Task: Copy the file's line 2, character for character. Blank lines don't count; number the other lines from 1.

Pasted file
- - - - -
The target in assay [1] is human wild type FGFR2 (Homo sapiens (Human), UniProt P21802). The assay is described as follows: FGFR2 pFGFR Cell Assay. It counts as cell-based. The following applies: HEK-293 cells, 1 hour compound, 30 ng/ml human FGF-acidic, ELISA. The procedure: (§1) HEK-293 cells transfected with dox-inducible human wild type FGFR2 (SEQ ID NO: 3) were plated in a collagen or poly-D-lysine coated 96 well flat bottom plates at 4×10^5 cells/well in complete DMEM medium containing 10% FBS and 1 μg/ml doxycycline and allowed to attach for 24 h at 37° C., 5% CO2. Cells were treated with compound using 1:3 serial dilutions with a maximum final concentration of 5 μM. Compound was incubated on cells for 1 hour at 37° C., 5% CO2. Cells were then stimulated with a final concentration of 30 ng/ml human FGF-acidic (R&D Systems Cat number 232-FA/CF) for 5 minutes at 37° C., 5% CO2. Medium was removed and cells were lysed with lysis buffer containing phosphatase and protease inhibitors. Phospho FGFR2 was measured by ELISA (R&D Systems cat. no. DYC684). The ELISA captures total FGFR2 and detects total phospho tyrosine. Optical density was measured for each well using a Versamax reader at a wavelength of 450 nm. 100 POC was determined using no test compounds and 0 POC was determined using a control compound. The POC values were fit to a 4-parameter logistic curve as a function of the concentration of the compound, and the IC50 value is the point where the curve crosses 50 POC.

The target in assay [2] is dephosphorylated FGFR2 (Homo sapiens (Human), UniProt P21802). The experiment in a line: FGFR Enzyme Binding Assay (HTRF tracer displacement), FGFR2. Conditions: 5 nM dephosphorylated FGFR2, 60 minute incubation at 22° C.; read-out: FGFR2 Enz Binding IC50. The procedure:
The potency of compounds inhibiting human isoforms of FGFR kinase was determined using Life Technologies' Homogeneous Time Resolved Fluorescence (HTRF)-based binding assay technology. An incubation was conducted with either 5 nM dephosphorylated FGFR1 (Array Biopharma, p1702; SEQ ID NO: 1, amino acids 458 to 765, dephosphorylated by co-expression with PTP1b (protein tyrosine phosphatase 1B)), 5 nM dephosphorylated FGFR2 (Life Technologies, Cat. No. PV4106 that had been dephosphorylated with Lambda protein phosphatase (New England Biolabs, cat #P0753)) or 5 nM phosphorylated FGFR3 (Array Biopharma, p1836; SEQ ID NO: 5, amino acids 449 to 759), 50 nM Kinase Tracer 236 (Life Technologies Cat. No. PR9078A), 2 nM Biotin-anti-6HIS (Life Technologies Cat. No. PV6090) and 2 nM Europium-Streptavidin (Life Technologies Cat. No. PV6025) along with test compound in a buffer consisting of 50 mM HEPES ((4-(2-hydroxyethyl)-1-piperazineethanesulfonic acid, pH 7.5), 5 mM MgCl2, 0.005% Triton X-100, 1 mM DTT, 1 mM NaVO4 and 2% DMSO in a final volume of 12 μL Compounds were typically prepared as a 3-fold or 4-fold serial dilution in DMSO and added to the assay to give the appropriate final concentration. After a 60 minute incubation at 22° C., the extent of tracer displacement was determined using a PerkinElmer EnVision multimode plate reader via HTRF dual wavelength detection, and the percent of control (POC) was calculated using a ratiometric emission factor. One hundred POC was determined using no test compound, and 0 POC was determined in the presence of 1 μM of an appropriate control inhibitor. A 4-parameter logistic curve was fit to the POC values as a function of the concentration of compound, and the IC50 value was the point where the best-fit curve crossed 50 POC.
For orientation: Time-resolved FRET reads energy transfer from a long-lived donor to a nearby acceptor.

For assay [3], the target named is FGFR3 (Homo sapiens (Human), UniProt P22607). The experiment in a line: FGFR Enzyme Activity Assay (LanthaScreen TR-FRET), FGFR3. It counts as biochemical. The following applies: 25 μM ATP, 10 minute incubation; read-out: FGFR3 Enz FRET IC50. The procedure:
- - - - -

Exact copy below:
The target in assay [2] is dephosphorylated FGFR2 (Homo sapiens (Human), UniProt P21802). The experiment in a line: FGFR Enzyme Binding Assay (HTRF tracer displacement), FGFR2. Conditions: 5 nM dephosphorylated FGFR2, 60 minute incubation at 22° C.; read-out: FGFR2 Enz Binding IC50. The procedure: